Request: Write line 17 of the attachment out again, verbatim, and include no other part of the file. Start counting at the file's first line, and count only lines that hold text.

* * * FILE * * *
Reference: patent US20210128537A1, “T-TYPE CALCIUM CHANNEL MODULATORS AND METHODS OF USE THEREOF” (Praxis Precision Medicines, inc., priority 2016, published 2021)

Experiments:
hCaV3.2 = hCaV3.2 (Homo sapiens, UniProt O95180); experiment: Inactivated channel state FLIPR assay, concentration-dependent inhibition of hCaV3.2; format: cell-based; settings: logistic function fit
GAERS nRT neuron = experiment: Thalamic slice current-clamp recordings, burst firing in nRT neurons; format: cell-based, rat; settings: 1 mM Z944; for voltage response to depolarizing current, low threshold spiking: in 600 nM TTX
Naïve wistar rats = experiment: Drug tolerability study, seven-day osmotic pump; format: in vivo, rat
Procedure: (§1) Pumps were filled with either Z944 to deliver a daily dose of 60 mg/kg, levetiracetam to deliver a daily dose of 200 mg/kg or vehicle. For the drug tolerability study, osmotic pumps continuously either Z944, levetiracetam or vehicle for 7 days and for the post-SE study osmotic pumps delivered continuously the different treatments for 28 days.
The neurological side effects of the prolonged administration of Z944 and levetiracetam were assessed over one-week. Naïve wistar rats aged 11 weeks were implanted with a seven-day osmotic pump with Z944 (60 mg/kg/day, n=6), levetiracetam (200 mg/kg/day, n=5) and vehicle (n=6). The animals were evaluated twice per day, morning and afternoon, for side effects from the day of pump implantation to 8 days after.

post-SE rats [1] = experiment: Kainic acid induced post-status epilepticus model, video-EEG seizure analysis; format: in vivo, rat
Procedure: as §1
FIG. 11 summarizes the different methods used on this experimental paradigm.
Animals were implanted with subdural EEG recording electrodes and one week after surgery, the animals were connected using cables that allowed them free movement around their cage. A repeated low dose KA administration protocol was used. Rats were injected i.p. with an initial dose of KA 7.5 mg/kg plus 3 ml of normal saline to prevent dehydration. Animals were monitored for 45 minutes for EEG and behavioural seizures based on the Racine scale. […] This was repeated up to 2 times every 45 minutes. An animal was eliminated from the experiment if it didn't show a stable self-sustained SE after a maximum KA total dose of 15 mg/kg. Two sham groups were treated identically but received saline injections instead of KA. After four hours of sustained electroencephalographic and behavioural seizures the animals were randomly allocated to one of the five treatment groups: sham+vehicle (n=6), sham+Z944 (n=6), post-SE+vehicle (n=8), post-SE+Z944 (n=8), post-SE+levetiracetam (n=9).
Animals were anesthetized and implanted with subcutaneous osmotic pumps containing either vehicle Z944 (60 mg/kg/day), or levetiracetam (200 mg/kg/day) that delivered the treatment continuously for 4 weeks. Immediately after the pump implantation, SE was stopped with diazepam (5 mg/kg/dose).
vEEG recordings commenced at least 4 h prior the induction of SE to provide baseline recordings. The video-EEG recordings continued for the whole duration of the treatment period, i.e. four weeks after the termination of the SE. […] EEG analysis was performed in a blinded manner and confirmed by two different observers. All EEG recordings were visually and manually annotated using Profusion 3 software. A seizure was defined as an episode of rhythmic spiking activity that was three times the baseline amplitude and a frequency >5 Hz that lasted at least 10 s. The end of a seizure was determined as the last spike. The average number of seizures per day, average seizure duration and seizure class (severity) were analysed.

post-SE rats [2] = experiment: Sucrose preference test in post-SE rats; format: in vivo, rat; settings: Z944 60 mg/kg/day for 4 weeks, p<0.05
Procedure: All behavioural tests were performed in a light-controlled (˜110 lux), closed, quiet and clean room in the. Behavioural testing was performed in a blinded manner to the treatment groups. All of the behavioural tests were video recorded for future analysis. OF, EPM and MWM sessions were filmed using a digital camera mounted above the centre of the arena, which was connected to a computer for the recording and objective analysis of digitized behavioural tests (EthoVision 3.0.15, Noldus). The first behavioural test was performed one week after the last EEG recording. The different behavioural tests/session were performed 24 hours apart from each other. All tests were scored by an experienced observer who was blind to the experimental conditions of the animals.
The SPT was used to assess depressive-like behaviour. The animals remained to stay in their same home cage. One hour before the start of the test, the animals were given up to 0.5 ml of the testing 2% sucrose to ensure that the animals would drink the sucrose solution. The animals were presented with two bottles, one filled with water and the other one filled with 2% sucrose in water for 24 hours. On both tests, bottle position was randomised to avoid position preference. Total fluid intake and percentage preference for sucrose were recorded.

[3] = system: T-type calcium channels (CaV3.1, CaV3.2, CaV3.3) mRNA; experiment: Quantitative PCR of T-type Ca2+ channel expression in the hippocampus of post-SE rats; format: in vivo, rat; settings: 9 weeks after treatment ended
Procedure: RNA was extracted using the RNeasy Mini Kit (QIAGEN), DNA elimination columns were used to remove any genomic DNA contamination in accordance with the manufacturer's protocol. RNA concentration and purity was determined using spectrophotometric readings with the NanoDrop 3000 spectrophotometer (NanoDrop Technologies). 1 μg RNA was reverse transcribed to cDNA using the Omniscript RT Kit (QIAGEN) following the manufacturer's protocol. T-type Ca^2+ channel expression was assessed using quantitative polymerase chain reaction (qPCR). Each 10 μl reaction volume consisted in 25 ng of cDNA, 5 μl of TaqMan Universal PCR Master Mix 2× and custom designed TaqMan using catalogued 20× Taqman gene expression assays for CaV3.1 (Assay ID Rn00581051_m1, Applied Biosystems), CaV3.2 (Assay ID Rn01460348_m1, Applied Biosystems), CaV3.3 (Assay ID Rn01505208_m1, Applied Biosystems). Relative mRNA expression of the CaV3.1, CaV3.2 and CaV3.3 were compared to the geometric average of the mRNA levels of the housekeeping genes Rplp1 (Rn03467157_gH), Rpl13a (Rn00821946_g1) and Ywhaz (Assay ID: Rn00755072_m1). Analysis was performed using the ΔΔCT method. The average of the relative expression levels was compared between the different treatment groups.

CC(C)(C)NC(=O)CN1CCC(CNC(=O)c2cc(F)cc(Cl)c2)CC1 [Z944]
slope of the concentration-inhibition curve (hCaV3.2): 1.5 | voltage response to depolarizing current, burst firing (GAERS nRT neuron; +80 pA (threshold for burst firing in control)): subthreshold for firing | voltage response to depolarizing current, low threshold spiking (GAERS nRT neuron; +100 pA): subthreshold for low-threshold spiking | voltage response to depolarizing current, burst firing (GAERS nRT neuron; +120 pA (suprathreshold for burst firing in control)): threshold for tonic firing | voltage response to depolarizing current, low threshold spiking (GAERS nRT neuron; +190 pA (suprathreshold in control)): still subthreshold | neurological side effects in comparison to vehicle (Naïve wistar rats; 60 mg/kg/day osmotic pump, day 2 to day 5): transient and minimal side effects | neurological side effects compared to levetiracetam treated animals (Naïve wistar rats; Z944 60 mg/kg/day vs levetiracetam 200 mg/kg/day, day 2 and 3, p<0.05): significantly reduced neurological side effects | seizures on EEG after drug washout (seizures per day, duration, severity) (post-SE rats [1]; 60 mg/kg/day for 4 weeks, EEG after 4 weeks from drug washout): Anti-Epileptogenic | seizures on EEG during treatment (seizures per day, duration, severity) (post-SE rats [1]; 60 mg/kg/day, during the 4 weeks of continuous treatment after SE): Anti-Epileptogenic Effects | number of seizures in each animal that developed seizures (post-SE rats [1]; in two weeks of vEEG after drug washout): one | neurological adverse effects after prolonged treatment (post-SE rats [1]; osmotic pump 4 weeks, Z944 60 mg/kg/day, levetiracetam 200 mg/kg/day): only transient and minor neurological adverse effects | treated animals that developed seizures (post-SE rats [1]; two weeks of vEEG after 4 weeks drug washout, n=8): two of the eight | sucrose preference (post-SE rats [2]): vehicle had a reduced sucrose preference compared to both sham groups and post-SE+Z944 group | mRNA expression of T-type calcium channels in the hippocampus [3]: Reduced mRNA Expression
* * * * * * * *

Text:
[3] = system: T-type calcium channels (CaV3.1, CaV3.2, CaV3.3) mRNA; experiment: Quantitative PCR of T-type Ca2+ channel expression in the hippocampus of post-SE rats; format: in vivo, rat; settings: 9 weeks after treatment ended